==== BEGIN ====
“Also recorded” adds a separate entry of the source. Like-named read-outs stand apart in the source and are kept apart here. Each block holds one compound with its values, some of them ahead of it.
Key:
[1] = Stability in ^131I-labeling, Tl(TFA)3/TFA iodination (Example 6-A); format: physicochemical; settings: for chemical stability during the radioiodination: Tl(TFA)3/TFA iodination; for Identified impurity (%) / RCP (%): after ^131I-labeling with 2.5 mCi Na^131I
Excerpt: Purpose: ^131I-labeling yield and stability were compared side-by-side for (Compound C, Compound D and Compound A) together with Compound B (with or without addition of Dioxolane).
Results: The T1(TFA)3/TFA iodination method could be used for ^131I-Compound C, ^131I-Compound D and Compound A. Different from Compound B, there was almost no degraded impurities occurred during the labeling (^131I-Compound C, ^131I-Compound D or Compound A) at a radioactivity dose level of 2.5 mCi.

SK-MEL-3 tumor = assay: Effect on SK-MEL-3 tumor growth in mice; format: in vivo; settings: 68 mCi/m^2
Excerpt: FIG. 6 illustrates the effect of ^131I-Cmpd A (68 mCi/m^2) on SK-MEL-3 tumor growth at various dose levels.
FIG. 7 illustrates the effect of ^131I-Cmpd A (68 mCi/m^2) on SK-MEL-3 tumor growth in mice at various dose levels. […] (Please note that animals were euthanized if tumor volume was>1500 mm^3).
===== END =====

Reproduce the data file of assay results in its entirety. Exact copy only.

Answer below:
“Also recorded” adds a separate entry of the source. Like-named read-outs stand apart in the source and are kept apart here. Each block holds one compound with its values, some of them ahead of it.
Key:
[1] = Stability in ^131I-labeling, Tl(TFA)3/TFA iodination (Example 6-A); format: physicochemical; settings: for chemical stability during the radioiodination: Tl(TFA)3/TFA iodination; for Identified impurity (%) / RCP (%): after ^131I-labeling with 2.5 mCi Na^131I
Excerpt: Purpose: ^131I-labeling yield and stability were compared side-by-side for (Compound C, Compound D and Compound A) together with Compound B (with or without addition of Dioxolane).
Results: The T1(TFA)3/TFA iodination method could be used for ^131I-Compound C, ^131I-Compound D and Compound A. Different from Compound B, there was almost no degraded impurities occurred during the labeling (^131I-Compound C, ^131I-Compound D or Compound A) at a radioactivity dose level of 2.5 mCi.

SK-MEL-3 tumor = assay: Effect on SK-MEL-3 tumor growth in mice; format: in vivo; settings: 68 mCi/m^2
Excerpt: FIG. 6 illustrates the effect of ^131I-Cmpd A (68 mCi/m^2) on SK-MEL-3 tumor growth at various dose levels.
FIG. 7 illustrates the effect of ^131I-Cmpd A (68 mCi/m^2) on SK-MEL-3 tumor growth in mice at various dose levels. […] (Please note that animals were euthanized if tumor volume was>1500 mm^3).